The clinico-histopathologico-radiographic profiles of the five adult cases with lesions in the spinal cord have been thoroughly described. Briefly, we performed a preoperative 3.0T MRI scanning on all the patients. Two experienced radiologists were in charge of interpreting the radiographic findings. Individuals with intracerebral tumor foci were excluded from the study. Patients’ past surgical procedures and postoperative therapies were well documented (see the Supplementary Material of this article). We also tracked prognostic factors such as tumor remission, recurrence, and progression. Among them, the modified Response Assessment in Neuro-Oncology criteria (8) were adopted to define progression, which may or may not be accompanied by worsened clinical symptoms, requiring treatment adjustment. The duration (months) between the start of treatment and the first occurrence of tumor progression, relapse, or death (from any cause) was referred to as progression-free survival (PFS) (8). For those without disease worsening, the PFS endpoint was set at the date of their last follow-up visit. Recurrence was confirmed using a combination of self-perceived new or exacerbated clinical manifestations and definite radiographic progression.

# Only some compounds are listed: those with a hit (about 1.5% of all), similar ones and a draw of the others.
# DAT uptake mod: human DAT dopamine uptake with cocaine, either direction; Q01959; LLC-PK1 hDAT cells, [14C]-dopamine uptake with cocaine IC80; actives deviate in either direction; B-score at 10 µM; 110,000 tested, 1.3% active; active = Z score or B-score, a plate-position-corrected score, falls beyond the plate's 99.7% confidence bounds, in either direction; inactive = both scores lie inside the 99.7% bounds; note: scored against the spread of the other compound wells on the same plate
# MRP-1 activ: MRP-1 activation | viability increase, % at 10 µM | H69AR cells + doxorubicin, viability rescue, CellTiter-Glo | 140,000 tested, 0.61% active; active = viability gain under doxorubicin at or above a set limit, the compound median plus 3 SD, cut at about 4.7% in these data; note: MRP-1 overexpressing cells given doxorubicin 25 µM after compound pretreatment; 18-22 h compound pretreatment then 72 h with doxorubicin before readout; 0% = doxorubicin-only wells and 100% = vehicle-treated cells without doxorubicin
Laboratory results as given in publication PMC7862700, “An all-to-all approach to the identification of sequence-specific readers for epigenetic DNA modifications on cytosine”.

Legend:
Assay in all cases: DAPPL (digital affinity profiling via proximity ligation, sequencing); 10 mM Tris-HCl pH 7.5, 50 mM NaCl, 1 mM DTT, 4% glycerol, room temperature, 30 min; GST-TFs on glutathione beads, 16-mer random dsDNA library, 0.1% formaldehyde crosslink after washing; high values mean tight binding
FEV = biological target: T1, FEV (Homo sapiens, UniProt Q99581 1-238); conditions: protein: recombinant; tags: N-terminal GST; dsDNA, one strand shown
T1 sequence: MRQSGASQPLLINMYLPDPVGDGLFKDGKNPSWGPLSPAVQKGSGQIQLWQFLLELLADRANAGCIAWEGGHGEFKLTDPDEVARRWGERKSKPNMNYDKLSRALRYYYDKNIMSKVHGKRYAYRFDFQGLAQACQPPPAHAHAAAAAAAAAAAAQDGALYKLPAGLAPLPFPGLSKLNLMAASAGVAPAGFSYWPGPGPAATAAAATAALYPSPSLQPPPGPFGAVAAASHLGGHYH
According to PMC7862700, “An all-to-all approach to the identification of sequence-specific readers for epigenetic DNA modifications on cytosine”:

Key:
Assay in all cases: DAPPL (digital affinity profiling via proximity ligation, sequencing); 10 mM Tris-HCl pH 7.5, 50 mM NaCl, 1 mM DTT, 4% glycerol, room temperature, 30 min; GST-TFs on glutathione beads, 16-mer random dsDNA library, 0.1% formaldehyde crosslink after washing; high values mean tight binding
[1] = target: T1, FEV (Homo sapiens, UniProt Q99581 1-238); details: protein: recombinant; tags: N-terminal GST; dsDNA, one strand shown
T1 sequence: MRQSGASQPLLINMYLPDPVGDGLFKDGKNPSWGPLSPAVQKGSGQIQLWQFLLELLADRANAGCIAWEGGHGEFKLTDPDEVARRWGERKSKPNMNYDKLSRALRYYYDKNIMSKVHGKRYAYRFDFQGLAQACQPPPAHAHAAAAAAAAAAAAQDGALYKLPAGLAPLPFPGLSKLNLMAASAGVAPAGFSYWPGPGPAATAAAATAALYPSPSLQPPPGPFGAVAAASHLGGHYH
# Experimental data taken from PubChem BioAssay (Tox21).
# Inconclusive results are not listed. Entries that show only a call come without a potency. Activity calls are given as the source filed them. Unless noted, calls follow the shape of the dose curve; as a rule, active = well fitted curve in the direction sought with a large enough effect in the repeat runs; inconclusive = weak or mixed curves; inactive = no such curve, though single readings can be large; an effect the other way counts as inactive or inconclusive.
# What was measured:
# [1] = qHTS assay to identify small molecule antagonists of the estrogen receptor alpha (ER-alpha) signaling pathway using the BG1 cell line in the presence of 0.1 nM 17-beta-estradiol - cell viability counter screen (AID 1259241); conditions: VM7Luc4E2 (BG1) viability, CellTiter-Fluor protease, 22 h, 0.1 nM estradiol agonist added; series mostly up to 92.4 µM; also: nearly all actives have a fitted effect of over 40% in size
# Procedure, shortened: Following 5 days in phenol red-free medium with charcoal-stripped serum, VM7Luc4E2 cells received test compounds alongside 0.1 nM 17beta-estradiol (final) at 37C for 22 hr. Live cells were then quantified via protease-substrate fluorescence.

Case Description

Demographic Information

We studied 18 adult DMG-H3K27a patients, including 5 cases arising in the spinal cord, 5 cases in the thalamus, 3 cases in the brainstem, 3 cases in the basal ganglia, and 2 multifocal cases (basal ganglia-thalamus-brainstem and frontotemporal insula-thalamus-brainstem). The clinical profiles of the five patients with spinal cord lesions are summarized in Table 1. Their chief complaints lacked specificity and were mostly about symptoms connected to the spinal cord portions where the lesions were found. Patients’ ages ranged from 27 to 65 years old at initial diagnosis of DMG-H3K27a (previously known as DMG-H3K27m), with a mean age of 42.4-year-old. No significant gender bias arose, and two male and three female patients were included within the study cohort.